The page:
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The University Greys were students from the school who went to fight in honor of the South. None of them survived. Their bodies were returned, and they were buried on campus. This is a great dishonor and tragedy, because whoever is in charge at Ole Miss is seriously missing the point. Instead of misrepresenting the history of this school, they should be embracing it. They’ve already replaced Colonel Reb and renamed Confederate Avenue. And they refuse to fly the Mississippi state flag on campus: the same state that funds them. I guess getting rid of the Rebel name and the Confederate soldier statue will be next, because who knows who that might offend. If I was an alum of Ole Miss, I would be very offended by what is going on, and I wouldn’t hesitate to let them know. Cutting off funding might get through to them.


Shame on you, Ole Miss. Shame on your leadership for misdirecting the school. And shame on you for discrediting your history and categorizing all your Southern heritage as racist.



More Absurdity


The Confederacy is still under attack across the country, and it doesn’t seem to be letting up. Now, Sons of Confederate Veterans’ camp signs are being taken down. I’m sorry, but this is a living history group that does a lot of good things for their communities. If it was any other group being attacked, I’m sure there would be a lot more outrage. But because of all the misconceptions surrounding the Confederate battle flag, it seems to be okay that everything Confederate should be eradicated, because it is now considered to be all evil, racist, hateful, and wrong. However, this  misconstrued image is, in itself, wrong.

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Another example is a group of schools in Houston, Texas. They include Lee High School, Albert Sidney Johnston Middle School, Thomas “Stonewall” Jackson Middle School, John Reagan High School, Richard Dowling Middle School, Sidney Lanier Middle School, and Jefferson Davis High School. The school board voted in May to change the names, and has approved to spend $1.2 million to do so. What a waste of money! Wouldn’t it be better spent in educational programs? Just sayin’.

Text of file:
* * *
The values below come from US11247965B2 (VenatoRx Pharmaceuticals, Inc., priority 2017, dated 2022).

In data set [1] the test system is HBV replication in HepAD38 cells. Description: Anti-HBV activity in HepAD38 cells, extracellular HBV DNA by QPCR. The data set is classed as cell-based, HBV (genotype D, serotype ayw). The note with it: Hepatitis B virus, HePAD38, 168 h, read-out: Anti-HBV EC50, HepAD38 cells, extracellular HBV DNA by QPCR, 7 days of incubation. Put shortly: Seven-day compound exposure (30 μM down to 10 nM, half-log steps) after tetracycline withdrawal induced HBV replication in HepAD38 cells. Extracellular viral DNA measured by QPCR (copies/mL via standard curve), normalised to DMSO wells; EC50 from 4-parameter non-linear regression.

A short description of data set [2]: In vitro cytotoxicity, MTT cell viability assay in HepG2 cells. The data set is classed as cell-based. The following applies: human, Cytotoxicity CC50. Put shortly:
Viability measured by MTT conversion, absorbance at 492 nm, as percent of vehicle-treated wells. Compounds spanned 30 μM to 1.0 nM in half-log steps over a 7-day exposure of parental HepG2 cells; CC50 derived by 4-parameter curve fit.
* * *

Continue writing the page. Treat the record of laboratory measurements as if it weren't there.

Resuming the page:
Protests are underway to get rid of the Confederate battle flag during Civil War reenactments. One such case was heard prior to this year’s anniversary of the Battle of Gettysburg. Democratic state Rep. Vanessa Lowery Brown said she has “been to a lot of reenacting and the reenacting does not tell the stories accurately.” What? Republican Rep. Dan Moul says it doesn’t make sense to not use a Confederate flag when reenacting Civil War battles. I’m with him.


This political correctness is nothing less than absurd, but because a small minority complains, the rest of the country has to bow down to their ridiculous, hysterical whims. To me, these attacks are also attacks on our freedom of speech and expression. It has to stop now before it’s too late, and all of our history, regardless of whether it is considered to be good or bad, is gone.




More Political Correctness


Yesterday, it was announced that the chancellor of Vanderbilt University will erase more Southern history. This time, the attack is on an old building on campus that has the word “Confederate” embossed onto it. According to Chancellor Nicholas S. Zeppos (who is not Southern and does not have any Southern roots), removing the words “Confederate Memorial Hall” from a residence hall would inspire diversity and reduce racial inequality. Actually, what it will do is create more unnecessary political correctness.


It is interesting that Vanderbilt acquires so much funding from taxpayers, and yet, somehow sees fit to destroy history without their consent or even knowledge. Zeppos seems to think changing the name is not rewriting history. Except that it is.


“Since I came in 1987,” said Zeppos, “that building has been a symbol of our own history and the country’s history of racism, of slavery, and of segregation.”

Really? All that from one word? What about Southern heritage, pride, defense of one’s own home, and prosperity? And who exactly doesn’t feel welcome because of a name on an old building? A very small minority, if that? I have to wonder.

“…I am happy to announce, continued Zeppos, “that the pediment will be removed.”